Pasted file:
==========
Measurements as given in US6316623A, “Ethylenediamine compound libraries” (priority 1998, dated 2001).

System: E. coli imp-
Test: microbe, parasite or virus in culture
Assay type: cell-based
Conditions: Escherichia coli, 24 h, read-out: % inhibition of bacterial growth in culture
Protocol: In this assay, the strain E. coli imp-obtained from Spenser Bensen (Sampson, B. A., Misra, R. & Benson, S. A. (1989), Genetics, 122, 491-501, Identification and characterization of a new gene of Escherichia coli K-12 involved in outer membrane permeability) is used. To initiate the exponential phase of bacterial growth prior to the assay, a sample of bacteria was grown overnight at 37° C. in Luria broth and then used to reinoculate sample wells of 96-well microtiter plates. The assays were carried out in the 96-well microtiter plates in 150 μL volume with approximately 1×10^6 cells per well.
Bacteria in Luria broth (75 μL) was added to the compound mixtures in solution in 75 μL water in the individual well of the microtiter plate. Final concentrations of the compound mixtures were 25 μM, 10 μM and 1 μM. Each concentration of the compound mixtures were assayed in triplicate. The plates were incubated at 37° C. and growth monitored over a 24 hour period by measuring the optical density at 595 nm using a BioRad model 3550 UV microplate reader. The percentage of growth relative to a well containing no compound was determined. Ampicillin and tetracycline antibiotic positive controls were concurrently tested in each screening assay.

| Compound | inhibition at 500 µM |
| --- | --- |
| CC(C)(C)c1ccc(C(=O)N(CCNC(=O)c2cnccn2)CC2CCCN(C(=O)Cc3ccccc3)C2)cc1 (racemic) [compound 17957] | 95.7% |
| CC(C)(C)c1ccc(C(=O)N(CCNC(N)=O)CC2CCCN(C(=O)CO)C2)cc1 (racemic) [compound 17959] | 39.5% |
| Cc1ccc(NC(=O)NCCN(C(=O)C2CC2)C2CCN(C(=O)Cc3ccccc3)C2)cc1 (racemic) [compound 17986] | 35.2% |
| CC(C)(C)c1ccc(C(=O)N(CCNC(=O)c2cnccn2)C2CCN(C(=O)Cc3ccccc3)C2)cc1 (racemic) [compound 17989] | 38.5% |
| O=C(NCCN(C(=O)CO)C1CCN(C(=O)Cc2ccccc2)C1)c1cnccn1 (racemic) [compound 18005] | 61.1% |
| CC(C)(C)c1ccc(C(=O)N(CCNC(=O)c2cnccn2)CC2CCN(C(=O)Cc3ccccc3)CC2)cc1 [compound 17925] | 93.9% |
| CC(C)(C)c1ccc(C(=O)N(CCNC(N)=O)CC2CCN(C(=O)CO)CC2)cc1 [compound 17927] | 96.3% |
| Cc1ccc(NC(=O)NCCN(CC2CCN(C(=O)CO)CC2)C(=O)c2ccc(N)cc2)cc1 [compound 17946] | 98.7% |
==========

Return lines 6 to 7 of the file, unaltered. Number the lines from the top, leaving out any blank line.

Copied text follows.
Protocol: In this assay, the strain E. coli imp-obtained from Spenser Bensen (Sampson, B. A., Misra, R. & Benson, S. A. (1989), Genetics, 122, 491-501, Identification and characterization of a new gene of Escherichia coli K-12 involved in outer membrane permeability) is used. To initiate the exponential phase of bacterial growth prior to the assay, a sample of bacteria was grown overnight at 37° C. in Luria broth and then used to reinoculate sample wells of 96-well microtiter plates. The assays were carried out in the 96-well microtiter plates in 150 μL volume with approximately 1×10^6 cells per well.
Bacteria in Luria broth (75 μL) was added to the compound mixtures in solution in 75 μL water in the individual well of the microtiter plate. Final concentrations of the compound mixtures were 25 μM, 10 μM and 1 μM. Each concentration of the compound mixtures were assayed in triplicate. The plates were incubated at 37° C. and growth monitored over a 24 hour period by measuring the optical density at 595 nm using a BioRad model 3550 UV microplate reader. The percentage of growth relative to a well containing no compound was determined. Ampicillin and tetracycline antibiotic positive controls were concurrently tested in each screening assay.